The Holy Spirit also testifies to us…
“I will put my laws in their hearts, and I will write them on their minds….
I will remember their sins and their lawless deeds no more.”
Where there is forgiveness of these, there is no longer any offering for sin.
Hebrews 10:15-18 (NRSV)
The focus of this Good Friday reflection is from the Letter to the Hebrews. This letter was written to early Christians whose new faith had subjected them to persecution, imprisonment, and loss of property. The writer is encouraging them to continue in faith and in doing good works because their hardships had not been in vain. The 10th Chapter in particular presents the Crucifixion as the eternal plan of God focused in Jesus Christ and encourages the people to see that fateful day as the reason for them to engage a new way of life made possible through the Cross event.
According to Jewish tradition, God inscribes each person’s fate for the coming year into the Book of Life on Rosh Hashanah and waits until Yom Kippur (the Day of Atonement) to “seal” the verdict. During the Days of Awe (the ten High Holy Days between Rosh Hashanah and Yom Kippur), a Jew tries to amend his or her behavior and seek forgiveness for wrongs done against God and against other human beings. At the end of Yom Kippur, one hopes they have been forgiven by God.[i]
In ancient times, the high priest of the temple had a very special function on Yom Kippur. Only on this one day each year, the high priest would go behind the temple curtain, enter the Holy of Holies, and sprinkle the blood of the sacrificial lamb on the Ark of the Covenant. This liturgical action had the effect of cleansing the whole of Israel from sin and renewing their covenant relationship with God. The writer of Hebrews regarded the self-sacrifice of Jesus as replacing, once and for all, the need for this annual ritual of atonement.
A common Christian interpretation of the Crucifixion is that Jesus is both the Sacrificial Lamb and the High Priest. He offered himself unto death as the ultimate, once and forever, sacrificial atonement for human sin. Because the temple curtain was torn open as he died, not only the high priest, but also everyone else then had direct access to God. When he died, Jesus then took his own blood into the heavenly sanctuary and sprinkled it before God in the holiest place of the heavenly temple. Through Jesus’ death and blood sacrifice, there is no longer a need for further sacrifices because God forgave human sin forever. For those who choose to respond to this act of God’s love, there is now only eternal love and forgiveness.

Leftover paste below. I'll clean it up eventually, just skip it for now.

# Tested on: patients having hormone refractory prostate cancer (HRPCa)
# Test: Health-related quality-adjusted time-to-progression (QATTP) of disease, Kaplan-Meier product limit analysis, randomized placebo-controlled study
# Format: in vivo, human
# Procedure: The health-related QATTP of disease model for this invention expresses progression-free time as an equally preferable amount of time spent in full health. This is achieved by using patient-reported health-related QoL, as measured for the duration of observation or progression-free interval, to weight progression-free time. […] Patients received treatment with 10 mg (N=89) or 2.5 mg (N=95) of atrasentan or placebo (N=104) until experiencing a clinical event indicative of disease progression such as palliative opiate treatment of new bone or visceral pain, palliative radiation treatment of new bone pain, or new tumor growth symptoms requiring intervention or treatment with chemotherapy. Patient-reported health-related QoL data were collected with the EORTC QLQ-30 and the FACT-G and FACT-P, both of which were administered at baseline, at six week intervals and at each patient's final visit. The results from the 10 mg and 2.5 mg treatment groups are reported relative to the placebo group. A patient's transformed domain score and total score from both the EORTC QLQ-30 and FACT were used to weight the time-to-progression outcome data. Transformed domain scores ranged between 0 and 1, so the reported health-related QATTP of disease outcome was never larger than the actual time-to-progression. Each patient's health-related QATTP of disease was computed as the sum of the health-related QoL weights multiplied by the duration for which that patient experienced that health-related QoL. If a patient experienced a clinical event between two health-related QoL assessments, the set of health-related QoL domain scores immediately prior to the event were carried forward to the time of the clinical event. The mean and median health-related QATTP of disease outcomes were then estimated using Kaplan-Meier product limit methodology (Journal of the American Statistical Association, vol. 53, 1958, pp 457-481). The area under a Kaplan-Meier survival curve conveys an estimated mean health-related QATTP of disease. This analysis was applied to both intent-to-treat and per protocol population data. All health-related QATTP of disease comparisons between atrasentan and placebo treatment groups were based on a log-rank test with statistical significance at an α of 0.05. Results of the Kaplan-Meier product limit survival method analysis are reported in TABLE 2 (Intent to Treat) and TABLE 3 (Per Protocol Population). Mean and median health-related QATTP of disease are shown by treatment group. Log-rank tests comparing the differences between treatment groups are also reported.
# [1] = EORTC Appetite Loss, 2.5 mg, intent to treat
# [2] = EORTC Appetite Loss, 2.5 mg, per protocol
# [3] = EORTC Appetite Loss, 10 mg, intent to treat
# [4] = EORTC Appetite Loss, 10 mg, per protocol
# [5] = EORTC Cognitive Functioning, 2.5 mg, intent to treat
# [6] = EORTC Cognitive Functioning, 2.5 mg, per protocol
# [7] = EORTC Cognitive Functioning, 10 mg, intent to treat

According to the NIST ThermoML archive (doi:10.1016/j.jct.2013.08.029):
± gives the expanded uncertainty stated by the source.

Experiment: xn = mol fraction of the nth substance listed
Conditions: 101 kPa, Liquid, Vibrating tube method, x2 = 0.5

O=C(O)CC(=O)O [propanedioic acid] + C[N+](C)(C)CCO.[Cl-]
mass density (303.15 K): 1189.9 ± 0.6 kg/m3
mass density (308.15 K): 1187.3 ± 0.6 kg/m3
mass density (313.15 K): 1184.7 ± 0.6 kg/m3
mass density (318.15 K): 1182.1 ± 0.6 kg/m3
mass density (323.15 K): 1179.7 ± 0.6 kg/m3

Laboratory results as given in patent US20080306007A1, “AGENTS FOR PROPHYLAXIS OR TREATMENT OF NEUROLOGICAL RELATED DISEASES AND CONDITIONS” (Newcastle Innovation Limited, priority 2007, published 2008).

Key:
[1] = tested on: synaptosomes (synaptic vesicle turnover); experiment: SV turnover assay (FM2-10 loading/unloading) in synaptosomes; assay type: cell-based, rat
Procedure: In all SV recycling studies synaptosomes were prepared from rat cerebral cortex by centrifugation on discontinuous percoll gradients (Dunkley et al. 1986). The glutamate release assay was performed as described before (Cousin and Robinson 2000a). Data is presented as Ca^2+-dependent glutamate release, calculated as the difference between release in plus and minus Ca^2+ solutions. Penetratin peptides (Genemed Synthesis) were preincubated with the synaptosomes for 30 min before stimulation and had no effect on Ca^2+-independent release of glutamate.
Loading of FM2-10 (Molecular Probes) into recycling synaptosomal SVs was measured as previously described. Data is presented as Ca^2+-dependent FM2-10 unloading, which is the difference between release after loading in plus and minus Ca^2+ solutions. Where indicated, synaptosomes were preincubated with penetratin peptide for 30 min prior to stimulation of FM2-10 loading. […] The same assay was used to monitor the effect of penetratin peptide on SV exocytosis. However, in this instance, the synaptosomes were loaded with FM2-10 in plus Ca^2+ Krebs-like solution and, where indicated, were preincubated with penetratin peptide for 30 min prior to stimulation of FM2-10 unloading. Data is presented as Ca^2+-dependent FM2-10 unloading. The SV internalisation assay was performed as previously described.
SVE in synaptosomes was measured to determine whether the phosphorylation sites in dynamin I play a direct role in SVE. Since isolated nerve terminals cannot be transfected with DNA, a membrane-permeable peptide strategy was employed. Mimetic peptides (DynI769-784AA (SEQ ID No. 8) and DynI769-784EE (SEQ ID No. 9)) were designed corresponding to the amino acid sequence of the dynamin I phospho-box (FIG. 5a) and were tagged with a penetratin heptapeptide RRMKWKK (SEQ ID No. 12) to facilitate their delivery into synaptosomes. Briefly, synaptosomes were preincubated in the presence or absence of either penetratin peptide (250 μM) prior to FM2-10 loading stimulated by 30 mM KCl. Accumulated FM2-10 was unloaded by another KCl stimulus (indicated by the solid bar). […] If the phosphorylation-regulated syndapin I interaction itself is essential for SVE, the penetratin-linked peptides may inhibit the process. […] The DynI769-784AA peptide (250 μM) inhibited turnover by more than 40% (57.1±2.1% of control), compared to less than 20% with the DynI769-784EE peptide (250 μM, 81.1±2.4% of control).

Since God has already forgiven us, I wonder what would happen if Christians chose Good Friday as the one day out of the year when we live as forgiven people. Forgiven people are not motivated by fear. Forgiven people do not harbor resentments. Forgiven people do not abuse others. Forgiven people do not lie, cheat, or steal. Forgiven people forgive people.
I think now of such people as Mahatma Gandhi, Nelson Mandela, and Martin Luther King, Jr. Each of them had been persecuted and imprisoned for daring to proclaim to their oppressors that all lives matter. Yet, in spite of the horrible ways that they had been treated and the multiple losses that they had endured, they did not become embittered and seek revenge against those who had done them so wrong. Instead, they forgave their oppressors, continuing on as forgiven people to lead non-violent struggles for justice that changed human history.
Can you imagine the impact it could have if people the world over would seek and grant forgiveness on Good Friday? If we did this as people who God has already forgiven, I believe that the wrongs we do against one another would be set right. Every attitude of oppression, bigotry, and bias would be transformed into acts of compassion, mercy, and love. Wars would cease, and the hungry would be fed, as swords are turned into plowshares. Mother Earth would be healed, broken relationships would be mended, and all lives really would matter because on that day justice would roll like water and righteousness like a mighty stream.
Though I might be wrong, I cannot help but believe that such a Good Friday Revolution just might be the thing that is needed most. Indeed, forgiveness is what it will take for us to transform ourselves as we transform the world.